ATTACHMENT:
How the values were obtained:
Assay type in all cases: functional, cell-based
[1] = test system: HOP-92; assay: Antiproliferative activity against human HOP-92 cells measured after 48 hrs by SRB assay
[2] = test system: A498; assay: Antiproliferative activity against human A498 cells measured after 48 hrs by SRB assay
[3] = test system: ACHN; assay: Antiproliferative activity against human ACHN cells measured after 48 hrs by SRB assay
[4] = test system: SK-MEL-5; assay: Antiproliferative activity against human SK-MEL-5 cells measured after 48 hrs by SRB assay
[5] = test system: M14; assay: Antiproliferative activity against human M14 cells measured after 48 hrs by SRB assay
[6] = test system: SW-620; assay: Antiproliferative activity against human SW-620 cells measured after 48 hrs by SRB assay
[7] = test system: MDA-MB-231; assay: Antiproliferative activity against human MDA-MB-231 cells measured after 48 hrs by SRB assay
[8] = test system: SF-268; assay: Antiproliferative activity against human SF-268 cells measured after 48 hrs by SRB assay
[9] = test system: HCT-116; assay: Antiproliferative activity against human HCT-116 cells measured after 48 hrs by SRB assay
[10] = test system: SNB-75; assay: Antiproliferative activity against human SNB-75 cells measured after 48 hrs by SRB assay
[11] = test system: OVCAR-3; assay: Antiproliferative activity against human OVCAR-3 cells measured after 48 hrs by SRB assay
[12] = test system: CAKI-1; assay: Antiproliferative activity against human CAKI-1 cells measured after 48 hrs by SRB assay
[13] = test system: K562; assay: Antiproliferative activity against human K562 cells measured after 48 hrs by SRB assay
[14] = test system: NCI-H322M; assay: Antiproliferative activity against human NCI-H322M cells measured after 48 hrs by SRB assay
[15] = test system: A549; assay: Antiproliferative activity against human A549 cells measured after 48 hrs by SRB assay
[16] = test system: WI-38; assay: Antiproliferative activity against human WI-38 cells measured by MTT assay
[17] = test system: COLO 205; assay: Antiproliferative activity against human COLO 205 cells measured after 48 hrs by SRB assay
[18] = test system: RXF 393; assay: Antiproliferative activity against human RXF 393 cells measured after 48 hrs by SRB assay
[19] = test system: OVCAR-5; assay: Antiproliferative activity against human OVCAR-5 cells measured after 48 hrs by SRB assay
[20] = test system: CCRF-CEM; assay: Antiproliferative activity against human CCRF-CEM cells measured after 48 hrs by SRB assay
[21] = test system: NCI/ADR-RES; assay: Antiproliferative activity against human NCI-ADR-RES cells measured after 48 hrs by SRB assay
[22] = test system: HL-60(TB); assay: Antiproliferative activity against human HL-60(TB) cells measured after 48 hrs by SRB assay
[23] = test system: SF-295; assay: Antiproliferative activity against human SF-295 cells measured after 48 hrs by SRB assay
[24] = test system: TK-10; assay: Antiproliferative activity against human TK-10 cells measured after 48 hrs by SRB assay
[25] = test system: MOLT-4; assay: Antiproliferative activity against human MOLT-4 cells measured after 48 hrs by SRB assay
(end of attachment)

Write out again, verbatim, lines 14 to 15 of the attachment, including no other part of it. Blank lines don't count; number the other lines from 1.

[12] = test system: CAKI-1; assay: Antiproliferative activity against human CAKI-1 cells measured after 48 hrs by SRB assay
[13] = test system: K562; assay: Antiproliferative activity against human K562 cells measured after 48 hrs by SRB assay